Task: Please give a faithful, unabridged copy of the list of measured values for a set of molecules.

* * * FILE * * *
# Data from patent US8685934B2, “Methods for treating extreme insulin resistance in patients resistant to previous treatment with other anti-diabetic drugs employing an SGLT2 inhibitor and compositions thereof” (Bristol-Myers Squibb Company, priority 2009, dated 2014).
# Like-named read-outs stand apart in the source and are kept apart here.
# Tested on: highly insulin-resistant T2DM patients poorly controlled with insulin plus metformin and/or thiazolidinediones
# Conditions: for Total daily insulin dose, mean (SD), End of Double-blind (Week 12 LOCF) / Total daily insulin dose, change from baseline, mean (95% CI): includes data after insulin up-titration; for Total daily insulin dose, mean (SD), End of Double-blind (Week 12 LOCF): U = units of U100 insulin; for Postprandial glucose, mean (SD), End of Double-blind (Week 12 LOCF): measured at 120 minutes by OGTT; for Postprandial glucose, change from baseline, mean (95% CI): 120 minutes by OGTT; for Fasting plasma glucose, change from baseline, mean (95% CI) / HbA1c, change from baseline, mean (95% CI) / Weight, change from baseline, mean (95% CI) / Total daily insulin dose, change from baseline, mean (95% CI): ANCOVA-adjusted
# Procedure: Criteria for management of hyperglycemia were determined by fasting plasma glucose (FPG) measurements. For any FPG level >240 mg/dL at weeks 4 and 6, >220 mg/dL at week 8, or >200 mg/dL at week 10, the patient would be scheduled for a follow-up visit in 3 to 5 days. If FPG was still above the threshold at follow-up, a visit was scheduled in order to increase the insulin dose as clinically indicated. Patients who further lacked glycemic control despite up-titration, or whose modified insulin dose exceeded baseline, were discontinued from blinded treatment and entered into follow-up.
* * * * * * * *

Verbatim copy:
# Data from patent US8685934B2, “Methods for treating extreme insulin resistance in patients resistant to previous treatment with other anti-diabetic drugs employing an SGLT2 inhibitor and compositions thereof” (Bristol-Myers Squibb Company, priority 2009, dated 2014).
# Like-named read-outs stand apart in the source and are kept apart here.
# Tested on: highly insulin-resistant T2DM patients poorly controlled with insulin plus metformin and/or thiazolidinediones
# Conditions: for Total daily insulin dose, mean (SD), End of Double-blind (Week 12 LOCF) / Total daily insulin dose, change from baseline, mean (95% CI): includes data after insulin up-titration; for Total daily insulin dose, mean (SD), End of Double-blind (Week 12 LOCF): U = units of U100 insulin; for Postprandial glucose, mean (SD), End of Double-blind (Week 12 LOCF): measured at 120 minutes by OGTT; for Postprandial glucose, change from baseline, mean (95% CI): 120 minutes by OGTT; for Fasting plasma glucose, change from baseline, mean (95% CI) / HbA1c, change from baseline, mean (95% CI) / Weight, change from baseline, mean (95% CI) / Total daily insulin dose, change from baseline, mean (95% CI): ANCOVA-adjusted
# Procedure: Criteria for management of hyperglycemia were determined by fasting plasma glucose (FPG) measurements. For any FPG level >240 mg/dL at weeks 4 and 6, >220 mg/dL at week 8, or >200 mg/dL at week 10, the patient would be scheduled for a follow-up visit in 3 to 5 days. If FPG was still above the threshold at follow-up, a visit was scheduled in order to increase the insulin dose as clinically indicated. Patients who further lacked glycemic control despite up-titration, or whose modified insulin dose exceeded baseline, were discontinued from blinded treatment and entered into follow-up.